cotswolds, bibury

Bibury

Bibury

William Morris described Bibury as one of the prettiest villages in England, and few would argue with him. It attracts the crowds, and is thus the stop-off point for many coach tours. It is a honey-pot village made up of rose-covered cottages set behind idyllic kitchen gardens, and all, overlook the sleepy River Coln inhabited by swans, trout and duckling. During the C17 Bibury was notorious as a buccaneering centre for gambling and horse racing.

 

“Special Places” to Visit

Arlington Row
Bibury Trout Farm
Church of St Mary



cotswolds, bourton-on-the-water

Bourton-On-The-Water

Bourton-On-The-Water

One of the most popular beauty spots in the Cotswolds but best visited out of season or at daybreak. It can be charming on a quiet frostbitten morning when only the postman is out and about, so be advised to avoid a busy bank holiday when the hordes arrive in coaches and their charabancs. With ice cream in hand the visitors sit beside the river wetting their bare feet in the Windrush, and there’s not a stitch of green grass visible through all the paraphernalia. The tourist brochures describe it as ‘The Venice of the Cotswolds,' no doubt, because the River Windrush is spanned with low graceful bridges. You must, however, look beyond the crowdsand the tacky gift shops and wander the little streets for there are some beautiful houses to admire. 

Bourton may not thrill the jaded teenager or hard-bitten traveller, but it will delight small children - mine loved to run across the little bridges, paddle in the river and feed the ducks, and you have, of course, Birdland, the Model Village, the Motoring Museum and the Model Railway, all devised for family fun and rainy days. The village is built above Salmonsbury Camp, a Roman settlement, and also above a former underground reservoir. It is not an uncommon sight to see a sprightly pensioner move into the village, and within eighteen months, be seen wobbling along the lane, bent double by the damp. Bourton has its fair share of pubs that cater for the tourist. Perhaps, the most traditional bar is in the Old New Inn. Tearooms are plentiful. July Carnival. Water Game - August BH Sa.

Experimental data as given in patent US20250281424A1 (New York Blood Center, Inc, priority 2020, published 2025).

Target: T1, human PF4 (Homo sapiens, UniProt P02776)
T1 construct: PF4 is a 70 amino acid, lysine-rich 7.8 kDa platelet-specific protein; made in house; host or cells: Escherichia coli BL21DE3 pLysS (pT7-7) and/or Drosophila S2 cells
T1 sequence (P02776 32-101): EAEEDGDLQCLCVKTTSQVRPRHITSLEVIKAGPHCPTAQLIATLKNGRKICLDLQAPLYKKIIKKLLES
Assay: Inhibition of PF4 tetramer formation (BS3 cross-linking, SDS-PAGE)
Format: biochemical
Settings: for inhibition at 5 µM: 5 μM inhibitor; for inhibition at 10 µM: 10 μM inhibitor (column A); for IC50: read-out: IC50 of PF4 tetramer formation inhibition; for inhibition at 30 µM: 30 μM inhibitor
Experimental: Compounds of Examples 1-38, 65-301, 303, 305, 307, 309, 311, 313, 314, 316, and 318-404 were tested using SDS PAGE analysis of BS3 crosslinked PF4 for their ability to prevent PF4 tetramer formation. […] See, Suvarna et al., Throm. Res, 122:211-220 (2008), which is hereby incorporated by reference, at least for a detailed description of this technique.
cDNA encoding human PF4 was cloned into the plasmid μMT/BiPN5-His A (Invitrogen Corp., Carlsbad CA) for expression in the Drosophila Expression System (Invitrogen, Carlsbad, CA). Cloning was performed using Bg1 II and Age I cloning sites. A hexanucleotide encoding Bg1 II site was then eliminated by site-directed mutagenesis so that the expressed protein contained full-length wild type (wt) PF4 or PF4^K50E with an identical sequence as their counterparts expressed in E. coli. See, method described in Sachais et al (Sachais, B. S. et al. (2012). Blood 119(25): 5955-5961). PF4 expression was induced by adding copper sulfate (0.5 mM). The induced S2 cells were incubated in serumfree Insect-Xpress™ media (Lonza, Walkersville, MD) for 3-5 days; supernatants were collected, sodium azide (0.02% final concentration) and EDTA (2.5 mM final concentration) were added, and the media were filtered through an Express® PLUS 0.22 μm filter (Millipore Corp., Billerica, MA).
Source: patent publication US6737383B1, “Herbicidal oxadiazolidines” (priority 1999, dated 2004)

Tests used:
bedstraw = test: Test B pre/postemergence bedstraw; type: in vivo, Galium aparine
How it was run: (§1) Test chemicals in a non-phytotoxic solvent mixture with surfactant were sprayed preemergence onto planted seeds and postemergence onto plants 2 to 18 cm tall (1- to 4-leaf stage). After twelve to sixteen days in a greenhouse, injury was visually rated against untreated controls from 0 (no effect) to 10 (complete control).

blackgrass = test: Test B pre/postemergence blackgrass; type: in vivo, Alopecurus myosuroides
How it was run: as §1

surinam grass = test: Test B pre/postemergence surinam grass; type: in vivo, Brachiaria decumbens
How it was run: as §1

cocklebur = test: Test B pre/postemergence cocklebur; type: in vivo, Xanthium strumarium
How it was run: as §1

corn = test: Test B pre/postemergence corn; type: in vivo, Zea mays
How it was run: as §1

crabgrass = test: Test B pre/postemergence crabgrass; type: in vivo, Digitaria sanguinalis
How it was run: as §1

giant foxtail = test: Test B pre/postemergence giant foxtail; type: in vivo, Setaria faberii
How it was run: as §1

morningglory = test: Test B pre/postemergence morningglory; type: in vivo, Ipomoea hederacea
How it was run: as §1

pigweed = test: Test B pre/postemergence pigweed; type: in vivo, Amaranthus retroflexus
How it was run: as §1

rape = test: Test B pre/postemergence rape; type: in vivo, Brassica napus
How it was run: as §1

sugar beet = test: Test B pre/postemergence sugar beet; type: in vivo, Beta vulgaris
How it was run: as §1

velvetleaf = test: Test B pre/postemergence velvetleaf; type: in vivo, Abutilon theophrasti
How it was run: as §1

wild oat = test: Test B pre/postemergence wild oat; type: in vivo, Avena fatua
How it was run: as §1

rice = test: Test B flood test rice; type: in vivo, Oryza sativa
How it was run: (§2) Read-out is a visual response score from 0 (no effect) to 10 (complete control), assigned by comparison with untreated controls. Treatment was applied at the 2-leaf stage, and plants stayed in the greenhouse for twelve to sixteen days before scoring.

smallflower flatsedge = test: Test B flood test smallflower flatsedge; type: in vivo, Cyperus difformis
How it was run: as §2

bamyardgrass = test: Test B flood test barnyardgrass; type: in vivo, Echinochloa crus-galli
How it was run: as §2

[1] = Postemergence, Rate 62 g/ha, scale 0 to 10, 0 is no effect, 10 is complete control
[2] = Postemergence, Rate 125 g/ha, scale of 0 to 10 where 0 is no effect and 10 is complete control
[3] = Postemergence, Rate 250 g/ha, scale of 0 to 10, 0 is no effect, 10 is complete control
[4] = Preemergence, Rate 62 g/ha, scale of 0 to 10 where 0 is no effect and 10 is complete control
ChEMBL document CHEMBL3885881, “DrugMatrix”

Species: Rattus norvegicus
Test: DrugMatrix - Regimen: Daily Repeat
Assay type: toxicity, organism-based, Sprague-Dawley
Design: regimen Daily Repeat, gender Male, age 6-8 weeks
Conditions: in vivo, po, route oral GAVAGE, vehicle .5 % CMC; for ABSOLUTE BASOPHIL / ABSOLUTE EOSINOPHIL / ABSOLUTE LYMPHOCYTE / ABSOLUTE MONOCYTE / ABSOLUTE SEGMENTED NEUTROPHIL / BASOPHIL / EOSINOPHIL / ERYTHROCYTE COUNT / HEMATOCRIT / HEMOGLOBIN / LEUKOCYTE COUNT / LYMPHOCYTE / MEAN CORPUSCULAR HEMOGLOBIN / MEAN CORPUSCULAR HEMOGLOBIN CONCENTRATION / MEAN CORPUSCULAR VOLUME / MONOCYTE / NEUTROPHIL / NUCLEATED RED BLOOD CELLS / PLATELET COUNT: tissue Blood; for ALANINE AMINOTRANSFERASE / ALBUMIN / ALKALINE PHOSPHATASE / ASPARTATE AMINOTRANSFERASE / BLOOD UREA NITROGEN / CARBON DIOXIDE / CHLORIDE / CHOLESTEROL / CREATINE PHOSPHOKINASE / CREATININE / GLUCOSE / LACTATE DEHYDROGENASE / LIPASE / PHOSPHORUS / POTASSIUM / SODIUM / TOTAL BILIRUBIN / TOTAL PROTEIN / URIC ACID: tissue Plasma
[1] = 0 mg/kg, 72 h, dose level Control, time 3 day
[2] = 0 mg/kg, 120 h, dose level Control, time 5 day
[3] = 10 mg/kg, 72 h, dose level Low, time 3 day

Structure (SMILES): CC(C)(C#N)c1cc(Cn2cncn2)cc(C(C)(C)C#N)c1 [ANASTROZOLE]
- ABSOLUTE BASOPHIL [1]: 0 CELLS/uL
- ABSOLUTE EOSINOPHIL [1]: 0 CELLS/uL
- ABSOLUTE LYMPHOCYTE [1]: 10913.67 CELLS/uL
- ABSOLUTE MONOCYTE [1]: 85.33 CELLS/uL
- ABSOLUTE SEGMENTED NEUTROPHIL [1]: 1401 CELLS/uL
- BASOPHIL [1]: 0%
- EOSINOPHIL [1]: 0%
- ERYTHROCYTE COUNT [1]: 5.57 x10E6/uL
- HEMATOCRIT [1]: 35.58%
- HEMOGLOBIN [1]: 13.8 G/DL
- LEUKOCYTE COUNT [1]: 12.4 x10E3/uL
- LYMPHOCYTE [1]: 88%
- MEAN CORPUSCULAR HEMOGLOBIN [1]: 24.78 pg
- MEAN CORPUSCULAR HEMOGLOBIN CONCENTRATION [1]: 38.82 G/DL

“Special Places” to Visit

Birdland Park & Gardens
Cotswold Farm Park
Cotswold Motoring Museum
Cotswold Perfumery
Dragonfly Maze
Model Railway & Model Village
Santhill Fisheries



cotswolds, bredon hills villages

Bredon Hill's Villages

Bredon Hill's Villages

A circumnavigation of Bredon Hill is a fine introduction to the beautiful villages of Kemerton, Overbury, Conderton, Ashton-under-Hill and Elmley Castle. A lovely mixture of Cotswold stone, and black-and-white timbered buildings with many fine Inns, and peaceful churchyards. Various footpaths lead up to the summit from Elmley and Kemerton. Superb views from this isolated limestone hill at 961 ft. where you will find an Iron Age fort with two ramparts. Scene of great battle at time of Christ possibly against the Belgic invaders. The hacked remains of 50 men were found near the entrance. Superb views over to Wales, theV ale of Evesham, the rivers Severn and Avon, and to the Cotswold hills.

 

“Special Places” to Visit

Beckford Silk
Bredon Barn
Bredon Hill Fort
Conderton Pottery



cotswolds, broadway

Broadway

Broadway

The Painted Lady of the Cotswolds’ is a term often used to describe this beautiful village. The honey-coloured stone captivates the visitor today, as it did in the C19, when William Morris and his pre-Raphaelite friends settled here. A slow walk up the High Street will unfold some large and impressive houses, former homes to Edward Elgar, JM Barrie (Peter Pan), Ralph Vaughan Williams, Sir Gerald Navarro MP and Laura Ashley. These great houses with bow windows, dormers and finely graduated stone roofs are usually hidden behind statuesque gates. There are a number of fine hotels, restaurants, tearooms, art galleries and a fine bookshop.

 

“Special Places” to Visit

Ashmolean Museum
Broadway Tower Country Park
Buckland Church St Michaels
Gordon Russell Museum
Richard Hagen Gallery
St Eadburgh’s Church
Trinity House Gallery



cotswolds, burford

Burford

Burford